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Will the new Singapore QR (SGQR) succeed in displacing cash payments among hawkers, food stalls and wet markets?
13 May 2018
Market Insights | Financial Services

In the modest Singapore, where cashless payment options thrive, consumers wish to fish for physical notes and wiggle coins to pay for goods and services. Last year, 60% of consumer transactions were made in cash - a huge spanner in the works for Singapore's Smart Nation drive.

At National Day Rally speech on Sunday, Prime Minister Lee Hsien Loong distinguished Singaporeans' highly connected lifestyle and digital literacy with their unwillingness to go digital when it comes to payment. As such, Singapore lags behind other cities on this front. With many different payment schemes and systems that act as obstructions, confusing people, he made a call to the industry to "simplify and integrate".

In compete with leading countries; Singapore has to play catch-up with places like China, where everybody in key Chinese cities is scanning a QR code and paying with digital wallets using WeChat Pay and Alipay. The process is extreme simple as creating an email address. The Chinese use digital wallets which are linked to the their bank accounts and pay with a QR code from mobile wallet and most of the retail, restaurants and all B2B & B2C accept this payments also at roadside stalls and in taxis. Waiters at restaurants can be tipped in the same cashless way.

Till date- cash might be king, but there is always a cost to handling it - from the time taken to count it, to storing it securely, and then banking it. 

 WHY SO SLOW?

In several ways, Singapore is a victim of its own success by making everything available at nearly door step of its people. All major banks at Singapore like DBS Bank, POSB, OCBC Bank and United Overseas Bank - collective have about 2,000 ATMs island wide. For every half a km there is an ATM from most people's homes, making cash easily available.

There are many pros in implementing digital payments like one can overcome the concerns over fake money and the panic of being robbed – it is the key success of digital payment systems which drove China's cashless revolution.

As pros there are cons as well with digital payment. The people in Singapore feel safer with their cash. And, some had a bad experience with wrong electronic transfer charges and vowed to stay away - at least from its use in certain apps.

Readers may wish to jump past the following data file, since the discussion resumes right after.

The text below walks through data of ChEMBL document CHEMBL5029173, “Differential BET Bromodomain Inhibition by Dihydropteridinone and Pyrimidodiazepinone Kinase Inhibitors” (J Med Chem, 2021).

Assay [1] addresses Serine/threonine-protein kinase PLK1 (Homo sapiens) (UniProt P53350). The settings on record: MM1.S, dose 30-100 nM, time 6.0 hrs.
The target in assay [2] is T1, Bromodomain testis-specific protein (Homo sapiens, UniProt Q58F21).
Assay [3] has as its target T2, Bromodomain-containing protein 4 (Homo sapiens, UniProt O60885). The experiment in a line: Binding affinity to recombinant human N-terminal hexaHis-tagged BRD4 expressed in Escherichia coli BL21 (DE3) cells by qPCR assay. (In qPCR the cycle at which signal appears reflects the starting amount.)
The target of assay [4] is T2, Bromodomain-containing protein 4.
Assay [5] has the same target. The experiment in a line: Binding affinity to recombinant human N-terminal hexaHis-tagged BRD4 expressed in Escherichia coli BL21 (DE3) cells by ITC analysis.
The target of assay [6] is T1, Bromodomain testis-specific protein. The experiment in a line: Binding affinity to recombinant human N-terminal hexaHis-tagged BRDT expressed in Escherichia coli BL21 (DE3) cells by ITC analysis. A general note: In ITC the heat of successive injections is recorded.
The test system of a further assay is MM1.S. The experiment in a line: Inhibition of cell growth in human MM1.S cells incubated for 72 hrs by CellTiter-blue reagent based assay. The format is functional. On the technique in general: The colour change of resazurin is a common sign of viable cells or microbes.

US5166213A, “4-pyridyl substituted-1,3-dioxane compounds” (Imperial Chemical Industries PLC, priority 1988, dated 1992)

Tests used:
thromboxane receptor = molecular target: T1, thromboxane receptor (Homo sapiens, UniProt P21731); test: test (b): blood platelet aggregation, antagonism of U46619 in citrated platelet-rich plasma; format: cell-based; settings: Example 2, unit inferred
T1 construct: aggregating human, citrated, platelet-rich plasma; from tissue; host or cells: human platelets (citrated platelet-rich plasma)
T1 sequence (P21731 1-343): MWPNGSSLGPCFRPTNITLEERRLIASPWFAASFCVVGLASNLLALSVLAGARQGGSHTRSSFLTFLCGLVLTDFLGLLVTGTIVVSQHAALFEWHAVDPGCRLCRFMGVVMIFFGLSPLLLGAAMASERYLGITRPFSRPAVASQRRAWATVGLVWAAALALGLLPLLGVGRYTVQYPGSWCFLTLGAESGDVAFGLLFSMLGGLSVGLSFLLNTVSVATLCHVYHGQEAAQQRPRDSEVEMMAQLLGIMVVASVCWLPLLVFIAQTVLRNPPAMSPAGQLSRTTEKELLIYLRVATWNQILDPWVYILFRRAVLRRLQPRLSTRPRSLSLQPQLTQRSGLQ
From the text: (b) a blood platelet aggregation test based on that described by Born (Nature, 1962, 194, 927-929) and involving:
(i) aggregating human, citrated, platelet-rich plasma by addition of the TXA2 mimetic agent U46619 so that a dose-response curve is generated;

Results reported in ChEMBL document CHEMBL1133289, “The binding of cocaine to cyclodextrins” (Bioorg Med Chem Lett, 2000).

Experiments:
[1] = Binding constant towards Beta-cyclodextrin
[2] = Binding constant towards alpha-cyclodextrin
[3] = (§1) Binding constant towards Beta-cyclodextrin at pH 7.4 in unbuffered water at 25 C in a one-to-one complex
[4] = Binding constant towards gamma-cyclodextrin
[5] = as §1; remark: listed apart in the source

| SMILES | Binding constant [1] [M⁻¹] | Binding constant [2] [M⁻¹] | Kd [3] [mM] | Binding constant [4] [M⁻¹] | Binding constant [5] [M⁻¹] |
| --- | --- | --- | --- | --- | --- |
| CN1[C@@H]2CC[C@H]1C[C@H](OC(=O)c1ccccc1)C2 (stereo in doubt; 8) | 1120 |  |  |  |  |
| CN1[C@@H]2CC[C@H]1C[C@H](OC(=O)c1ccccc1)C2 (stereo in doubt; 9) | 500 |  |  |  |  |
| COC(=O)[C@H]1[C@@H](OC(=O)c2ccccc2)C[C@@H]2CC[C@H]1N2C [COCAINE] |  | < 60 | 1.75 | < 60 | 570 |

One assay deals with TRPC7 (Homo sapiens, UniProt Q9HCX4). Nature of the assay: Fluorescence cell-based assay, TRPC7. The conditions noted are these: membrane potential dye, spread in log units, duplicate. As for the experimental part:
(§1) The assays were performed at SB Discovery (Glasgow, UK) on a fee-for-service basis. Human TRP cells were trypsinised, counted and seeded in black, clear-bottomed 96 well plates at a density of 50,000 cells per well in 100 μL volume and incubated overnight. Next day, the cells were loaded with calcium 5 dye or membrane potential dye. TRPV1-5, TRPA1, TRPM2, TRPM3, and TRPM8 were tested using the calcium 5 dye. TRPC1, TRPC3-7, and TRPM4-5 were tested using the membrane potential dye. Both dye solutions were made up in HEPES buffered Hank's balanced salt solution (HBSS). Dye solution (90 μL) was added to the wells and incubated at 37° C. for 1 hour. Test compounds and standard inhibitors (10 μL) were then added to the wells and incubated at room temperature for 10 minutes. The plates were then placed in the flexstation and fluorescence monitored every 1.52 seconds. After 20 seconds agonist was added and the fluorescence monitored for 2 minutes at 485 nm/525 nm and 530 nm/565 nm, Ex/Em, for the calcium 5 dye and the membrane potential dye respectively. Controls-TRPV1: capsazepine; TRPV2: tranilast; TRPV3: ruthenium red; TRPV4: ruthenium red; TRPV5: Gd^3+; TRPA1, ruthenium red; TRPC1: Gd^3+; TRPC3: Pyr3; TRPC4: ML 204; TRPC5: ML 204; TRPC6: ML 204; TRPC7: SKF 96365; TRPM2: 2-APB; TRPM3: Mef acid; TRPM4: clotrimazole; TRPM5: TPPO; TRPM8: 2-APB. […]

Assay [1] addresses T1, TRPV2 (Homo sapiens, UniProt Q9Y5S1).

The one of incident portrayed by an account manager Kelly Kin, 29, after once having been wrongfully charged by a local ride-hailing app: "I have gone back to using cash in the app ever since."

The subchardes in Singapore in using electronic payment is another reason for the back step. For example, Golden Village and Sistic too charge customers at least $1.50 extra for the convenience of buying a show ticket online with e-payment schemes. Also, a 3% transaction fee is imposed on merchants for accepting Visa and Mastercard payments. The same fee applies when they accept mobile wallets such as Apple Pay, Android Pay, and Samsung Pay - which are layered on the existing credit card infrastructure. Other online payment options like PayPal and Stripe charge more transaction fee of 3.9 per cent and 3.4 per cent, respectively.

Business owner Lim Jialiang, 27, said: "You will want people to make payment in cash when a 3 per cent transaction fee hurts your margins."

“In Singapore, merchants typically pay about 3 per cent in credit card fees. Even at a large retail chain like Courts Singapore, the cost of accepting cashless payments at its 14 outlets is now about three times higher than the cost of accepting cash”, said by Singapore chief executive, Mr Ben Tan, told The Straits Times.

But with critics on other side, SINGAPORE - Customers at the Tanjong Pagar Plaza Market and Food Centre can now pay for meals with a scan of their mobile devices.

This comes as payment network Nets launched its standardized QR (quick response) code, which is able to accept various payment types, at a hawker center for the first time on Saturday (Sept 9).